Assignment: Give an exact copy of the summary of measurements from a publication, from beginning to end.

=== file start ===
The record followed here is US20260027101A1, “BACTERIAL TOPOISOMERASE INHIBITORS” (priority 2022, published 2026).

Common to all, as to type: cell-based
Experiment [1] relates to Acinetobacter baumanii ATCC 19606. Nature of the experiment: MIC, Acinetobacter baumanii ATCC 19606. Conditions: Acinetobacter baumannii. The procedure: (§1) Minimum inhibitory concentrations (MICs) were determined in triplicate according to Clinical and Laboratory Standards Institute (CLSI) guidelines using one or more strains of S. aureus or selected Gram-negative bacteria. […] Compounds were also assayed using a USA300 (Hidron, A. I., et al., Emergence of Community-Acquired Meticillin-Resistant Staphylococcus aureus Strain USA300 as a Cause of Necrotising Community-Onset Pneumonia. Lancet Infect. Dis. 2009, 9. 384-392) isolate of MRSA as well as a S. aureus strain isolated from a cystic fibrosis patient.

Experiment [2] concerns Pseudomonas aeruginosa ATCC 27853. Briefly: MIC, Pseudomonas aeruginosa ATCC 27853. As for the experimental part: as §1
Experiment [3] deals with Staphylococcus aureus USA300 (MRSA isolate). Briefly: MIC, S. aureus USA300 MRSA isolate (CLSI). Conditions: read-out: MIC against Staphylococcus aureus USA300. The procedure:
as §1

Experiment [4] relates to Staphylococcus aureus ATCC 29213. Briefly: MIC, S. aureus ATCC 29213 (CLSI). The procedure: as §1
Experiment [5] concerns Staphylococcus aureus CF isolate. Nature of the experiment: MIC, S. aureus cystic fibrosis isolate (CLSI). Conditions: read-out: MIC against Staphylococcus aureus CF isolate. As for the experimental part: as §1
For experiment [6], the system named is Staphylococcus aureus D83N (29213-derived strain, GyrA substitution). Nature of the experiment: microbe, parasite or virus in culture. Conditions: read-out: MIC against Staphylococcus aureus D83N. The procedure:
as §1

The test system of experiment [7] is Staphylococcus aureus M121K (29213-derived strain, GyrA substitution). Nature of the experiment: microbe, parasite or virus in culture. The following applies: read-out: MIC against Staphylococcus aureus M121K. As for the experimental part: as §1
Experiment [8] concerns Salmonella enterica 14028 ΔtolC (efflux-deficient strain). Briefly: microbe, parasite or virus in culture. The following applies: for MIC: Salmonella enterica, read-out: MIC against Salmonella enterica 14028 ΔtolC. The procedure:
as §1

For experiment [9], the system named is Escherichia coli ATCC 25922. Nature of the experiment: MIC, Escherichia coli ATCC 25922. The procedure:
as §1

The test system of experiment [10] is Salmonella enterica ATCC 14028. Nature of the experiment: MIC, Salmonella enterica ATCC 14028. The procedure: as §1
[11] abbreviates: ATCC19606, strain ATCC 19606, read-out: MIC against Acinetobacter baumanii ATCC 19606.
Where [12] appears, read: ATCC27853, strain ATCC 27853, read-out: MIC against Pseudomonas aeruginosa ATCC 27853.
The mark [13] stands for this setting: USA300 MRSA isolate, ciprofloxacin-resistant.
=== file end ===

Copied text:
The record followed here is US20260027101A1, “BACTERIAL TOPOISOMERASE INHIBITORS” (priority 2022, published 2026).

Common to all, as to type: cell-based
Experiment [1] relates to Acinetobacter baumanii ATCC 19606. Nature of the experiment: MIC, Acinetobacter baumanii ATCC 19606. Conditions: Acinetobacter baumannii. The procedure: (§1) Minimum inhibitory concentrations (MICs) were determined in triplicate according to Clinical and Laboratory Standards Institute (CLSI) guidelines using one or more strains of S. aureus or selected Gram-negative bacteria. […] Compounds were also assayed using a USA300 (Hidron, A. I., et al., Emergence of Community-Acquired Meticillin-Resistant Staphylococcus aureus Strain USA300 as a Cause of Necrotising Community-Onset Pneumonia. Lancet Infect. Dis. 2009, 9. 384-392) isolate of MRSA as well as a S. aureus strain isolated from a cystic fibrosis patient.

Experiment [2] concerns Pseudomonas aeruginosa ATCC 27853. Briefly: MIC, Pseudomonas aeruginosa ATCC 27853. As for the experimental part: as §1
Experiment [3] deals with Staphylococcus aureus USA300 (MRSA isolate). Briefly: MIC, S. aureus USA300 MRSA isolate (CLSI). Conditions: read-out: MIC against Staphylococcus aureus USA300. The procedure:
as §1

Experiment [4] relates to Staphylococcus aureus ATCC 29213. Briefly: MIC, S. aureus ATCC 29213 (CLSI). The procedure: as §1
Experiment [5] concerns Staphylococcus aureus CF isolate. Nature of the experiment: MIC, S. aureus cystic fibrosis isolate (CLSI). Conditions: read-out: MIC against Staphylococcus aureus CF isolate. As for the experimental part: as §1
For experiment [6], the system named is Staphylococcus aureus D83N (29213-derived strain, GyrA substitution). Nature of the experiment: microbe, parasite or virus in culture. Conditions: read-out: MIC against Staphylococcus aureus D83N. The procedure:
as §1

The test system of experiment [7] is Staphylococcus aureus M121K (29213-derived strain, GyrA substitution). Nature of the experiment: microbe, parasite or virus in culture. The following applies: read-out: MIC against Staphylococcus aureus M121K. As for the experimental part: as §1
Experiment [8] concerns Salmonella enterica 14028 ΔtolC (efflux-deficient strain). Briefly: microbe, parasite or virus in culture. The following applies: for MIC: Salmonella enterica, read-out: MIC against Salmonella enterica 14028 ΔtolC. The procedure:
as §1

For experiment [9], the system named is Escherichia coli ATCC 25922. Nature of the experiment: MIC, Escherichia coli ATCC 25922. The procedure:
as §1

The test system of experiment [10] is Salmonella enterica ATCC 14028. Nature of the experiment: MIC, Salmonella enterica ATCC 14028. The procedure: as §1
[11] abbreviates: ATCC19606, strain ATCC 19606, read-out: MIC against Acinetobacter baumanii ATCC 19606.
Where [12] appears, read: ATCC27853, strain ATCC 27853, read-out: MIC against Pseudomonas aeruginosa ATCC 27853.
The mark [13] stands for this setting: USA300 MRSA isolate, ciprofloxacin-resistant.